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Skill, Puzzle, and Race Practice

When you study for the LSAT, you should be doing 1 (and only 1) of these 3 types of practice:

  1. Skill practice,
  2. Puzzle practice, or
  3. Race practice.

Skill practice is intentional and iterative

Intentional means that you decide, before you look at the question, what skill you want to work on. You choose questions based on what will help you practice that skill.

Iterative means that you learn from your experience on the last question to adapt your approach to the next question.

Puzzle practice is unhurried and curious

Unhurried doesn't mean slow or plodding, but rather that you take time to deeply understand the question.

Curious means that you leave expectations behind and allow the question to show you what matters.

Race practice is timed and limited

Timed doesn't mean rushed. It can involve a count-up timer instead of a count-down timer.

Limited means that you pick a certain number of questions or a certain amount of time, and stop when you reach that limit.

Each type of practice informs the others

Your races will generate mistakes, which become questions to puzzle over. Patterns will emerge from your puzzling, which become skills to work on. When you've done enough specific skill work, see if you can keep it all together during a race.

Keep your practice interesting by switching up your pace and objectives.

Evaluate yourself based on your intention

Don't criticize yourself for puzzling slowly.

Don't blame yourself for racing non-thoroughly.

Don't credit yourself for a correct answer, if you failed to use the skill you had intended to work on.

Skill Practice

Here are the steps of skill practice:

  1. Set an intention: Pick 1 skill you want to work on.
  2. Try it: Attempt to apply the skill on a real LSAT question.
  3. Reflect: Did you do it? Was it appropriate? Was it useful?
  4. Revise your intention: Update your intention based on your experience applying it.
  5. Repeat.

skill practice in action

If I were working on the Reasoning section, I might...

  1. Resolve to make predictions.
  2. Try an easy question.
  3. Maybe I get it right, but I didn't pause to make a prediction, I just rushed right to the answers. Drat!
  4. I revise my intention: to force me to make a prediction, I'll write it down before looking at the answers.
  5. I try again on another question.
  6. Maybe I get it wrong, but I did write a prediction. That's an improvement. And on second glance, the right answer was pretty close to my prediction.
  7. I revise my intention, again: this time I'll compare each answer to my written prediction.
  8. I do another question...

As your skill improves, you can attempt multiple questions at one go, or try harder questions. As your habits improve, you might find that some parts of the practice, like writing down your intentions, are no longer necessary. And eventually the skill should become so automatic that you don't need to practice it intentionally and can shift into race practice.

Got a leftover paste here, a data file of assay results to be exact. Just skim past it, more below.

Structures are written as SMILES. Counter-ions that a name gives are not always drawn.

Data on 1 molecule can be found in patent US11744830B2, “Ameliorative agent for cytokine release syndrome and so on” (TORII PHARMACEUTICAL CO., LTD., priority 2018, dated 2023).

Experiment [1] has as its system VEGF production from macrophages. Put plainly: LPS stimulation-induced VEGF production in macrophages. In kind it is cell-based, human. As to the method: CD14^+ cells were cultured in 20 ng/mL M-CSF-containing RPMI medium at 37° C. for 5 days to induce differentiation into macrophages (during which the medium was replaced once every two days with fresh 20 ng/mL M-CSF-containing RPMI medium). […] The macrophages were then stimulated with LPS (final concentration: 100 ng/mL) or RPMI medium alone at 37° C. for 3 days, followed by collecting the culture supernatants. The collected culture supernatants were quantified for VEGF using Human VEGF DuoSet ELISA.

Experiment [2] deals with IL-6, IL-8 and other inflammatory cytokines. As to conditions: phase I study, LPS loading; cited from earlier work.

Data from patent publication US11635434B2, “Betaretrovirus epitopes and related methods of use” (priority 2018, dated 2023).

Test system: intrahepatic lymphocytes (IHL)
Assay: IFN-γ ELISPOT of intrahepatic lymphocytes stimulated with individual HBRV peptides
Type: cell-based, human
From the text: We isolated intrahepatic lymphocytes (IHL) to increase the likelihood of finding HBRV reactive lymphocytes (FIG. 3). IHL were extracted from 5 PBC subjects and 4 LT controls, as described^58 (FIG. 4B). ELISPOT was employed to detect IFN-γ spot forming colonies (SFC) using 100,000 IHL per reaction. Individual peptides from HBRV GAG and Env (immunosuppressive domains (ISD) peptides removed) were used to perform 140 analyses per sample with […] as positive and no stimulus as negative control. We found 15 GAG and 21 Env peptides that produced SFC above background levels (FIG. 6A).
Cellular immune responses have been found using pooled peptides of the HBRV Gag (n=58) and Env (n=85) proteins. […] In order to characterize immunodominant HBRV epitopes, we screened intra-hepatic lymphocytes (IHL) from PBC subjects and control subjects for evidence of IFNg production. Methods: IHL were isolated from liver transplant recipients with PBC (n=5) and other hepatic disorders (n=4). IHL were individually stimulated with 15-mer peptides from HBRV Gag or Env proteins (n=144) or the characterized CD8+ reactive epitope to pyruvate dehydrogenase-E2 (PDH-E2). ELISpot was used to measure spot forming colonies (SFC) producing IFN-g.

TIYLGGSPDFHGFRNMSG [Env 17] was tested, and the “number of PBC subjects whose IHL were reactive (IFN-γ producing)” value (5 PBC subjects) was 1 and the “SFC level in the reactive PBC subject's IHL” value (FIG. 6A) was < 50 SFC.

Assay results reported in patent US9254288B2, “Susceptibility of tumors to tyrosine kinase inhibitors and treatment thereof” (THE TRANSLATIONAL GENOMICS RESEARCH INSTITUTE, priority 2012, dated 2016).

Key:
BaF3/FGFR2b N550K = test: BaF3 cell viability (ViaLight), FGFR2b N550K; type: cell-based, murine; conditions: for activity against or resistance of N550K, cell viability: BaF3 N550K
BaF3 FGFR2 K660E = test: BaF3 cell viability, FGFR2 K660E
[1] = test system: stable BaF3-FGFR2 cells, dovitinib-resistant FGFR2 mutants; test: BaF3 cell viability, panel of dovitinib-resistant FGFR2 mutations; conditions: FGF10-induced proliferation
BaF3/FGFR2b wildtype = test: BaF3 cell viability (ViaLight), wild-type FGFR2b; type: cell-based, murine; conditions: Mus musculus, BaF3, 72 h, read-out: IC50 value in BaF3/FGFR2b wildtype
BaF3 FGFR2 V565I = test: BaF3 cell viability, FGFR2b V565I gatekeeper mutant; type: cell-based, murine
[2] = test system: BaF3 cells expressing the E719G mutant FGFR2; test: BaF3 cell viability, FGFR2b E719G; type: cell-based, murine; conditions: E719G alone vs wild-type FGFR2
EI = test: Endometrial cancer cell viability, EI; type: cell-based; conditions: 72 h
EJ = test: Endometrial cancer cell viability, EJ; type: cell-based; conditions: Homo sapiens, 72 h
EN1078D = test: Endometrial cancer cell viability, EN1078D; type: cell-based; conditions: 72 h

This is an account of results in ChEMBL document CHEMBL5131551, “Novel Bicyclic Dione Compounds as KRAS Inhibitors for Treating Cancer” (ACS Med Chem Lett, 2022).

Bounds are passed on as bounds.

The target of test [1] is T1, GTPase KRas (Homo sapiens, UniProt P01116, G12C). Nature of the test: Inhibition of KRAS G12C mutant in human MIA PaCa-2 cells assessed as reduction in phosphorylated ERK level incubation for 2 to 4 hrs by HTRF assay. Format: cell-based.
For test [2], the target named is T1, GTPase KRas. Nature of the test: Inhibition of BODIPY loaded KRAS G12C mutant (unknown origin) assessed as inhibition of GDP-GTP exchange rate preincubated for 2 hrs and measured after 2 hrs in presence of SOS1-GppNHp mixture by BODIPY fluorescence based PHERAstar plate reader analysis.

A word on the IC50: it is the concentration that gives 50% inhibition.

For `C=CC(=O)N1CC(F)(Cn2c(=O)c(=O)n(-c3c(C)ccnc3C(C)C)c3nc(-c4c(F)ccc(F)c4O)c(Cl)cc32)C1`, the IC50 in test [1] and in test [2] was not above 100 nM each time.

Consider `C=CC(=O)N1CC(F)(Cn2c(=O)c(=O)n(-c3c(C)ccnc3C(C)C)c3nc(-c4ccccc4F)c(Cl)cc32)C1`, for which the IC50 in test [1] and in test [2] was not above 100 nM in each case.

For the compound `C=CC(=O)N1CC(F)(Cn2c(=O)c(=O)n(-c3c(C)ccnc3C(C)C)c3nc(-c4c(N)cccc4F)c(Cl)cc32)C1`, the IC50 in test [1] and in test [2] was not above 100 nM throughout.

If you run into persistent difficulty, you might need to work on a different skill.

Going back to basics

It's hard to make predictions when you're struggling just to understand the argument. If your predictions are way off, you might need to go back to breaking down arguments.

Or you may be struggling to apply a skill on a question because that skill doesn't help on that type of question. Skills only work in certain contexts.

An unhelpful skill

Predictions work differently on SMALL Reading questions.


Keep track of your intentions and iterations in a skill log:

intention date iteration
predict yesterday don't predict on SMALL questions
predict today write predictions down
predict tomorrow check written prediction against each answer

Puzzle Practice

Puzzle practice is luxurious. It's a chance to dig into all the nuances of the test. To notice all the tiny clues it gave you. To figure out what everything means.

Puzzle practice is the best way to learn the test's patterns

Two variations on puzzle practice

  1. Once you know what the correct answer is, use it as a lens to see what words and ideas mattered in the prompt. The correct answers shows you how the LSAT thinks.

  2. Do it wrong. Approach a question the wrong way. No one's going to get hurt. Maybe you'll find a better way to do it. At least, you'll get out of a rut.


Keep track of the lessons you learn in puzzle practice by making flashcards and checklists.

Race Practice

Race practice is an attempt to practice like you want to play.

Race practice is timed, since the test is timed. But you don't always need to use the test's timer.

Give yourself more time at first, then increase the time pressure gradually.

Base your timing goals not on where you wish you were, but where you actually are.

You will mess up. You'll forget what to do. You'll fall into old habits. And that's a good thing. Mistakes are information.

Race practice makes you accountable. It shows you what you haven't really learned yet.


Keep track of the lessons you learn from errors and difficult questions with an error log:

date question lesson
yesterday PT1 S1 Q1 read the question first
yesterday PT1 S1 Q2 learn the Reasoning question families
yesterday PT1 S1 Q3 same